[bl]O[/bl]ur culture tends to group people. The church does too. We place everybody in these social categories. It’s our way of helping understand each other, even take care of each other. But I think sometimes this categorizing hinders true and authentic community. The kind where diversity makes us whole and more complete, rather than separate and different. The single life is one such category. We have this life track our culture places us on from a young age, and when people end up taking different paths either by choice or circumstances they can’t control, sometimes we’re not quite sure how to let our two paths continually cross as we engage life together, differently.
I’m excited to introduce to you a guest writer today. As we discover how to be people and places of grace who create living spaces in our environments, it’s important to hear diverse perspectives. Our different voices will raise different questions, offer different solutions, and struggle differently as we work toward using our time and resources to welcome people to share life with us.
Today, we have the honor of hearing from Dana Spivy. Dana is passionate about her faith and enjoys living life in community. Dana offers her perspective on the challenges and advantages she faces in offering hospitality as a single woman.
[bl]I[/bl] eat alone in restaurants, and when I go to the movies sometimes I need only one seat. I have attended concerts by myself, and traveled by myself. There are many activities traditionally experienced with company that I participate in alone. Why? Because I’m single. And I’m the only person living in my house.
There are things about this one-person life of mine that I love. I can spontaneously change schedules and make plans because nobody is home waiting for dinner to be made. I have time to give to other families because I don’t have the responsibilities that come with having my own spouse and children. I get to eat ice cream right out of the container. Who could complain about that?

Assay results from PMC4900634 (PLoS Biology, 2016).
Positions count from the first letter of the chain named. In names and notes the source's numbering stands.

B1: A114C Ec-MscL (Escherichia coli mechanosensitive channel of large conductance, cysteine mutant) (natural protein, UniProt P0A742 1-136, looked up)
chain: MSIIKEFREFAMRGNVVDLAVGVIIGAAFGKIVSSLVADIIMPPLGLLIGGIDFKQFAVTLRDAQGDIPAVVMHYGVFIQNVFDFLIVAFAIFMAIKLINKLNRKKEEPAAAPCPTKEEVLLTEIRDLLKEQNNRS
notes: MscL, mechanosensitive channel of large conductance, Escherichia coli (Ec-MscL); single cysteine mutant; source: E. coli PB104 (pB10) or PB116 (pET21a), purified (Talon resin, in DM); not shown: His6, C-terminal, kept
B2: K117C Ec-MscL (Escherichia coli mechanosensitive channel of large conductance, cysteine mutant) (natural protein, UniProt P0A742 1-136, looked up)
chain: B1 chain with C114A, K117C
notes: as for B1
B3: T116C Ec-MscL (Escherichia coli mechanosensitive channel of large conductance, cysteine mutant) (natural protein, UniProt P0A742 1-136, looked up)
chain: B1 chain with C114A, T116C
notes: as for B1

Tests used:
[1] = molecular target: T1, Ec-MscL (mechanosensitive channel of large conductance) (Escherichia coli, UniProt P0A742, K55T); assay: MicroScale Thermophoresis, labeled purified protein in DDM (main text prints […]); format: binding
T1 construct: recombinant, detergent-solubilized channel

The hospitality conversation is one I want to engage…with my single life experience. Because it looks different for me than it does for my married friends or families with children.
I have a small home, a small budget and a small circle of influence. Doesn’t seem like much to work with…..but I’m willing. And able. I love to cook, mostly for others. I love planning and hosting parties. But mostly, I love people, even the difficult ones. I have a strong pull toward broken things: cities in turmoil, children in crisis, people on the fringe. I open my arms, ears and heart to those who need it and want it.
Sure, sometimes I wish I had more to work with. More space, more resources. And if I’m willing to be available and give of myself, it’s confusing to me why God doesn’t provide me with more to give. But I’m learning that the hospitality-filled life of one doesn’t have to look the way I think it should.
If my home is not big enough, then I need to be more creative with my space and environments (this is why I love little coffeehouses — they are like a second home). If my table isn’t big enough to seat my company, then maybe I could cook for others in their kitchen! If my resources are limited, then I should just focus on the resources that matter most: my willingness and availability.
I genuinely enjoy being around other people. And I want to create times of blessing, spaces of comfort, moments of grace…but single people don’t always get these opportunities. This is the part of hospitality I struggle with the most. Many people think those of us who are single won’t enjoy being with couples or families so they don’t extend us invitations. But what they’re really doing is not extending us relationship.
Hospitality roots itself in relationships. I work hard to generate connections and relationships, but it doesn’t seem to be reciprocated very much. Our social patterns don’t easily change. Families hang out with families, couples hang out with couples, singles hang out with singles. This pattern limits the idea of community, and the grace-filled hospitality that exists within it.
I have chosen to be grateful for the single life I’m living – even the hard parts. Being lonely is the truest way to understand how to be with a lonely person. Getting left out or being excluded is a hard lesson in learning to include others. Not having enough resources invites the creativity to find ways to give more.
Hospitality is having eyes that notice those in need of relationship. I pray that God continues to show me how to use my life and circumstances in ways that bless others and bring him glory.